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Utah Unions Keeping Close Eye on U.S. Supreme Court's Janus Case

The addition of Neil Gorsuch to the U.S. Supreme Court could tip the scales in Janus v. AFSCME. (Wikimedia Commons)
The addition of Neil Gorsuch to the U.S. Supreme Court could tip the scales in Janus v. AFSCME. (Wikimedia Commons)
February 26, 2018

SALT LAKE CITY – The U.S. Supreme Court is scheduled to hear oral arguments Monday in a case many say could determine the fate of the nation's unions.

Justices will decide whether or not Mark Janus, a public employee in Illinois, should be required to pay fees to the union that provides services for all public workers regardless of their union status, including contract negotiations and representing workers filing grievances.

Jeff Worthington, president of Utah's AFL-CIO, says workers who receive benefits from collective bargaining should pay their fair share for that work.

"We look at the Janus case as the opportunity for big corporations to basically try to break the unions,” he states. “We believe in the unions for the good that it does for our working families all across the country."

Worthington says regardless of the outcome in Janus v. American Federation of State, County and Municipal Employees (AFSCME), unions will continue to work on behalf of all employees, but he acknowledges the move would mean a big blow to union revenue streams.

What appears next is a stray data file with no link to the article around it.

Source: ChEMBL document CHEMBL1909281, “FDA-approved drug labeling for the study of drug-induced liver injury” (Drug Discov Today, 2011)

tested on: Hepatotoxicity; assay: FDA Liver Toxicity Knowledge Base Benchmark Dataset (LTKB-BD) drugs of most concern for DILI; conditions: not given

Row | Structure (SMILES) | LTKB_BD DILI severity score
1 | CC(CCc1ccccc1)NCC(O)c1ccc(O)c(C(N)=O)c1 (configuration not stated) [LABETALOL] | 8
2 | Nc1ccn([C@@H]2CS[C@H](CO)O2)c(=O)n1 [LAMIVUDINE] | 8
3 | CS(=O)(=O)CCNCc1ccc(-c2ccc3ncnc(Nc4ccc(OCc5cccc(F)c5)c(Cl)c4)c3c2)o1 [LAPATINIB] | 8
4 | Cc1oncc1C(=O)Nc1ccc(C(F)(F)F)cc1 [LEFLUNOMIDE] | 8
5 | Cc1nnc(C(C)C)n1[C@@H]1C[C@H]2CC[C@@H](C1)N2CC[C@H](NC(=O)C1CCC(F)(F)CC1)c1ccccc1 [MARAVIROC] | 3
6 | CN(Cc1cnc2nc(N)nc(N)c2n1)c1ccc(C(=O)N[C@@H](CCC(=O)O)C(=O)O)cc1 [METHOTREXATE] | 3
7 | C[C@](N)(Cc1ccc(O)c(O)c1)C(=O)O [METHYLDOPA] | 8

Janus' supporters argue that fair share fees amount to forced subsidization of unions, and violate workers' First Amendment rights.

In a 2016 Chicago Tribune opinion piece, Janus wrote, "The union voice is not my voice."

A ruling in favor of Janus is expected to kill fair share fees in 22 states.

Worthington says it's too early to write off the power of workers coming together to bargain for equitable conditions, and points to a list of advances made possible by unions, including child labor laws and weekends.

"From paid vacation, sick leave, eight-hour work day, overtime, pensions, safety laws, health care benefits, we lift the working class up to a living wage, you know, instead of working for minimum wage," he stresses.

In 2016, after the death of Justice Antonin Scalia, the Supreme Court reached a 4-to-4 stalemate in a similar case, Friedrichs v. the California Teachers Association.

Scalia's replacement, Justice Neil Gorsuch, is expected to side with Janus.

Eric Galatas, Public News Service - UT